Are you someone who tosses food in the trash the day it expires, or do you let it hang out in your refrigerator so long that you need to check for mold before eating?
The best way to get the most out of your food and avoid getting sick lies somewhere in between.
“Eating food after the date marked on the package doesn’t guarantee you’re going to get sick,” said Samantha Bulgrin, a Marshfield Clinic Health System registered dietitian.
What are best-by, use-by and sell-by dates?
A clear understanding of food dating may ease your fears.
Best-by and use-by dates tell consumers when food is no longer fresh. Quality starts to decline after the date marked on the package, but the food isn’t immediately unsafe to eat.
Sell-by dates are stocking tools stores use to make sure food is sold while it’s still fresh. Food isn’t spoiled or unsafe after the sell-by date.
The only foods that have true expiration dates are baby food and baby formula, Bulgrin said.
Different foods have different rules
It’s safe to eat foods after the best-by or use-by date, but your risk of getting sick increases the longer you go past the date,” Bulgrin said.
How long can you wait before tossing food? It depends on what you’re eating.
Meat, poultry and seafood should be cooked or frozen within a few days. Their quality deteriorates quickly, and microorganisms that make you sick start to multiply. Milk and other dairy products can last five days to a week after the use-by date. Eggs usually are good for a few weeks. Canned food and frozen food can last months to years after the date marked on the package.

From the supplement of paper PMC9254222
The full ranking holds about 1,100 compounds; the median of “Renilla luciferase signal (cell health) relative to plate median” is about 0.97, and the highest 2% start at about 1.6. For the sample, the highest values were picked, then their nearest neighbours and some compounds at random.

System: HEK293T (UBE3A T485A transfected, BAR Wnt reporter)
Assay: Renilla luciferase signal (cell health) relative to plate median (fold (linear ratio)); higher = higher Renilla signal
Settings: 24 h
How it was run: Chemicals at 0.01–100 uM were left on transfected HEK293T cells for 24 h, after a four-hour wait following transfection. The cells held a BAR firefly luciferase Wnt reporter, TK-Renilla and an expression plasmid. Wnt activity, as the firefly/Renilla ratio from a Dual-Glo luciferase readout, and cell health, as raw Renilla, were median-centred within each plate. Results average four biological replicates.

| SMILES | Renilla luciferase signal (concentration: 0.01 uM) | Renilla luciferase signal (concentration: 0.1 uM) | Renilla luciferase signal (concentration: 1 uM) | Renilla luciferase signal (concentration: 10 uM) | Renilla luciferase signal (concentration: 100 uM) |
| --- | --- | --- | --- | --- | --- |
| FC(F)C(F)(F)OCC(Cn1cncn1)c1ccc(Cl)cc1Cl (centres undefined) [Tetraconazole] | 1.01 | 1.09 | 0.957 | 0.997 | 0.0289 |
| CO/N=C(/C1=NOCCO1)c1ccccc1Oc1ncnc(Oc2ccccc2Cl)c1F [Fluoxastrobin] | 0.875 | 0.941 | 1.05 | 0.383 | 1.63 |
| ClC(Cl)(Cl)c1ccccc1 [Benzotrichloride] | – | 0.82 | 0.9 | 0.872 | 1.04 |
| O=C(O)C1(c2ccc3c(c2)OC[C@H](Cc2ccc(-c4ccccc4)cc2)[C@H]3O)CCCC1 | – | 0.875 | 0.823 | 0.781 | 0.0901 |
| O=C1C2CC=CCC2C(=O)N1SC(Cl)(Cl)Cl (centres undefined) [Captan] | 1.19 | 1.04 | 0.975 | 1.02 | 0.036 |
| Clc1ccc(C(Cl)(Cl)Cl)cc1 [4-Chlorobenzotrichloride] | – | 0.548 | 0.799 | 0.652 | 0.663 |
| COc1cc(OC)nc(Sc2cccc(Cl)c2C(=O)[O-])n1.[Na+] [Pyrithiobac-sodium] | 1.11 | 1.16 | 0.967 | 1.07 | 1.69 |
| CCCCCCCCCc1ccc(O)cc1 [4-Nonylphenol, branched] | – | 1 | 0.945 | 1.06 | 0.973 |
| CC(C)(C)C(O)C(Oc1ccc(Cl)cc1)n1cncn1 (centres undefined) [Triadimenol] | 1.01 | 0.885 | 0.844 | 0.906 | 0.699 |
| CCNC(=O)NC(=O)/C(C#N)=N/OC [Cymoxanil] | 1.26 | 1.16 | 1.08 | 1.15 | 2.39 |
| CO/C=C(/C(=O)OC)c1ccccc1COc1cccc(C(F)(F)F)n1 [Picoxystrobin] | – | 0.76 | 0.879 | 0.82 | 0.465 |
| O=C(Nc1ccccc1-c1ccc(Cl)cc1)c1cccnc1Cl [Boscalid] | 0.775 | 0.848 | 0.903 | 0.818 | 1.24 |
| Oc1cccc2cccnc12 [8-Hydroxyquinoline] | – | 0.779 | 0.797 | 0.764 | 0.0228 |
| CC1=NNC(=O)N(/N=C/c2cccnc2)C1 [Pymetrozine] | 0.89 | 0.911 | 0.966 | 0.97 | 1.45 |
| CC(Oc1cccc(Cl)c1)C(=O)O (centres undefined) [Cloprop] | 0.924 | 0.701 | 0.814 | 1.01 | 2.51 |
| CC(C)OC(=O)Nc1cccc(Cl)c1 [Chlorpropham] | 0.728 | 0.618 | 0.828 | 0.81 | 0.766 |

Use your senses as well as the package dates to guide you. Throw out food if it smells or tastes bad, the texture has changed, or it has a lot of freezer burn.
Your senses are especially important for fresh produce, which isn’t marked with a freshness date.
“If you don’t know how long food has been in the refrigerator, toss it,” Bulgrin added.
Food storage and handling matters
Handling and storing food properly keeps it safe and fresh longer. Clean your hands and food prep surfaces well before handling food.
Keep cold food cold. Don’t go back and forth between temperatures, such as thawing and re-freezing meat. Keep canned foods in a cold, dark place. Their quality starts to deteriorate faster in heat and sunlight. A produce storage guide can help you figure out where to store fruits and veggies and how long they normally last.